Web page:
Despite some challenges along the way in the now 36-month-old project, the first of the new M-8 passenger cars for Metro-North Railroad’s New Haven line are about to be constructed, according to Joseph F. Marie, commissioner of the state’s Department of Transportation.
Appearing in Norwalk on Thursday at a meeting of the South Western Region Metropolitan Planning Organization, Marie said the state has inspectors in Kobe, Japan, where the initial M-8 “pilot” cars will be built. He said a test team for the state is preparing to conduct the first of a series of static tests on the pilot cars to confirm the functionality of their equipment.
“We need to prove that what has been designed on paper will really work,” Marie said.
The first of the M-8 cars will be built in Kawasaki Heavy Industries’ factory in Kobe. Once the go-ahead for full production is received, the remainder of the $750 million, 300 car order will be constructed at Kawasaki’s rail plant in Nebraska.
Marie said Kawasaki “has a very solid track record of deliveries in the United States.”
Marie said the cars built in Japan will be sent by ship to Baltimore, and then delivered by rail to New Haven, where further “integrated acceptance and performance testing” will occur. He said extensive testing will be required because the new cars will be introducing 21st century technology to a rail system built with 20th century technology.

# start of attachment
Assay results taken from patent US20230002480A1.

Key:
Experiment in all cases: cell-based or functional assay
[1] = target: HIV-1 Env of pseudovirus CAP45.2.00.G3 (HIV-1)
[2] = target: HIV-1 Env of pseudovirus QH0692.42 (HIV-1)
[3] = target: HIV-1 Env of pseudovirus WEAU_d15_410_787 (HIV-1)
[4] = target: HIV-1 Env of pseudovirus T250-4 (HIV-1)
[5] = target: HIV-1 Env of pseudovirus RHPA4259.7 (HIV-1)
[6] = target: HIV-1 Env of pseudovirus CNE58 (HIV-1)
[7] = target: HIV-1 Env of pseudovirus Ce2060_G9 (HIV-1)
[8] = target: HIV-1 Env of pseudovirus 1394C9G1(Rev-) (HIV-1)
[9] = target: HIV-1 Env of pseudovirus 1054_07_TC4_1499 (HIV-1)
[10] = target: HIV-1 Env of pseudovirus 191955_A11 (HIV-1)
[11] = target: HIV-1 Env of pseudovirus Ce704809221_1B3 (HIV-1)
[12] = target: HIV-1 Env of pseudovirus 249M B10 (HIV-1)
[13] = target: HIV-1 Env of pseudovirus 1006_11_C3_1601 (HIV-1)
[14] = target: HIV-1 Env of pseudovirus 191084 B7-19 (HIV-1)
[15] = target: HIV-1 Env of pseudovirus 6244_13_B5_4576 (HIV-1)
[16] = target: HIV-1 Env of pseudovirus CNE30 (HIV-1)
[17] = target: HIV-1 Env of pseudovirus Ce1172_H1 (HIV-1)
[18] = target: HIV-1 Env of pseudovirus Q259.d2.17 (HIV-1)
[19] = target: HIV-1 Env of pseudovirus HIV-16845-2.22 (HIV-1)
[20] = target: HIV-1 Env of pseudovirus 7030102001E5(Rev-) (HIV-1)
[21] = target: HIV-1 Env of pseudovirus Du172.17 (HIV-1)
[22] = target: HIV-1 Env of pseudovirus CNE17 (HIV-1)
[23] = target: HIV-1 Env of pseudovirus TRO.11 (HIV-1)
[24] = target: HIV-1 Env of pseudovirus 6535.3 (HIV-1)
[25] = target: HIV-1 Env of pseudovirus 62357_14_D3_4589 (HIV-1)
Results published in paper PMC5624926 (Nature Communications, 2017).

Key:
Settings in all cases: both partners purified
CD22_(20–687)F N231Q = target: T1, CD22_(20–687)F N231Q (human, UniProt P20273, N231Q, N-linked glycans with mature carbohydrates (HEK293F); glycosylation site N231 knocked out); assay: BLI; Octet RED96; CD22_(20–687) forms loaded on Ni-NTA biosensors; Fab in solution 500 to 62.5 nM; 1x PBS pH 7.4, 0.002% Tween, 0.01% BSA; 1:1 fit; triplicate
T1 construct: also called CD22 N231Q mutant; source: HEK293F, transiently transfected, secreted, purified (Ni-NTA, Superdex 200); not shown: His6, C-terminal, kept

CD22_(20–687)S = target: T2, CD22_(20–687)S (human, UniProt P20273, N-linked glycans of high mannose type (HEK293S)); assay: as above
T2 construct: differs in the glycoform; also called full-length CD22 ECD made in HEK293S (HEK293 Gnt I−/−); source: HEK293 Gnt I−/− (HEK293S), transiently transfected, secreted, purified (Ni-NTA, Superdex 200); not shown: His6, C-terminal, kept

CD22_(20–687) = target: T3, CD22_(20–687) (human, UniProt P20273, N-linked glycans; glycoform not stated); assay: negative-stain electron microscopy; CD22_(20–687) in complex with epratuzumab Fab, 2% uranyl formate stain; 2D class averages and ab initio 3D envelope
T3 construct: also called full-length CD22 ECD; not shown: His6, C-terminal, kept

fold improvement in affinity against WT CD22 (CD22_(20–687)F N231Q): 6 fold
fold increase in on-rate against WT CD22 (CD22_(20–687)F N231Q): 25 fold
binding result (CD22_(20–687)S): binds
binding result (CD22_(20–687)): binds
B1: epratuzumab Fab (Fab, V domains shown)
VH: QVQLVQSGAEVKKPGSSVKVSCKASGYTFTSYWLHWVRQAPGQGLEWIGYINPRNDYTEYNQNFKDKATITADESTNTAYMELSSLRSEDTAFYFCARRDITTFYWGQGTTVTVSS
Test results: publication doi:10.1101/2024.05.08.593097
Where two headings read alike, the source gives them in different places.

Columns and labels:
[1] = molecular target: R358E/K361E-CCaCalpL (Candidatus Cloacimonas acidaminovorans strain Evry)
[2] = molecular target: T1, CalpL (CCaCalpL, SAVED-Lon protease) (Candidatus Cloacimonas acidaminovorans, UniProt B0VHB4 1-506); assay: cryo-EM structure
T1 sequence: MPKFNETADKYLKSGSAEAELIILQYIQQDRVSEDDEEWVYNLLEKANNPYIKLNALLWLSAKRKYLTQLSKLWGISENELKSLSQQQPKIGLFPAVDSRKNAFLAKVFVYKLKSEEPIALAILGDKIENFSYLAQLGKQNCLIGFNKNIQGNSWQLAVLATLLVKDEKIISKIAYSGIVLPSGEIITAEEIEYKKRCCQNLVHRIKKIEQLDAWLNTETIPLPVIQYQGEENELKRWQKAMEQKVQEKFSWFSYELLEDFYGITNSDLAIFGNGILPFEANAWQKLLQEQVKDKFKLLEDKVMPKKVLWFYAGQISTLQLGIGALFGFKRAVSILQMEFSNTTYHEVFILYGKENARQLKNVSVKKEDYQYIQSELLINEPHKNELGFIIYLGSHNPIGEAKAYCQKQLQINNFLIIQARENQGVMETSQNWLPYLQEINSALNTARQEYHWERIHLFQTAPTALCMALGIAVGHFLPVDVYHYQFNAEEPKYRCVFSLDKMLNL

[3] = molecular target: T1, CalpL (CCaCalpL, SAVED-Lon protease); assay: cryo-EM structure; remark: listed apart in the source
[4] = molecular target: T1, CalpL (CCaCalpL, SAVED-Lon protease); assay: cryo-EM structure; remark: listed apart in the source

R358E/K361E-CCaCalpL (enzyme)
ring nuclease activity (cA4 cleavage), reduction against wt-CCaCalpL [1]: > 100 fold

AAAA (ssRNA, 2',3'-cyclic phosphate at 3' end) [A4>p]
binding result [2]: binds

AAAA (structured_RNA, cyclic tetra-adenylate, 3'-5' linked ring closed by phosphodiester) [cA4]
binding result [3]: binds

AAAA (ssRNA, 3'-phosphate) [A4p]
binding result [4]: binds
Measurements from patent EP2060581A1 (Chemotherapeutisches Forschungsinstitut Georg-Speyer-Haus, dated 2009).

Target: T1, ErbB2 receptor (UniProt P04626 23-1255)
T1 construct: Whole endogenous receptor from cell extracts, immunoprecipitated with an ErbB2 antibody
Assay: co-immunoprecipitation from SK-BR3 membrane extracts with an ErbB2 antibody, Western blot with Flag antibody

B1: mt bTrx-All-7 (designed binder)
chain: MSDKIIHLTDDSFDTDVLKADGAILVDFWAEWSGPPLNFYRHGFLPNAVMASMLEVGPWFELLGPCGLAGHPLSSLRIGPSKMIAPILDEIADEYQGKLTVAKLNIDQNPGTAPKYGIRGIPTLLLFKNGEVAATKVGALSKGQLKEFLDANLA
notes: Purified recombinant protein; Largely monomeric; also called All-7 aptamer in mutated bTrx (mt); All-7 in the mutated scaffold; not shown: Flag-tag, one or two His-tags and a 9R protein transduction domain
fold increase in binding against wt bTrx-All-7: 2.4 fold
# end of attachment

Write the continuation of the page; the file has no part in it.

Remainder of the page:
The testing here will take several months and will occur at night, Marie said, adding he hoped some M-8 cars could be put into revenue service in 2010.
Marie said Kawasaki is responsible for the fabrication of the cars’ bodies and wheel trucks, while components such as doors, propulsion systems, and brakes are coming from suppliers from throughout the U.S.
He said as production ramps up in Nebraska, ConnDOT hopes Kawasaki can eventually manufacture ten to 14 cars a month, which he said would represent an extremely aggressive production schedule.
Marie said when all of the new cars are in service, New Haven’s total number of cars will rise from today’s 385 to 520, which will result in an 18-to-20 percent increase in seating capacity.
Marie said the average age of the cars on the New Haven line is 29 1/2 years, which he said may be the oldest in the country. He said the ideal average age for rail cars is 15 to 17 years, with a useful life of 30 to 35 years.
Marie said he hoped the state would be able to take advantage of an option in its contract with Kawasaki to purchase an additional 80 M-8 cars, saying the price per car “is pretty darn good.”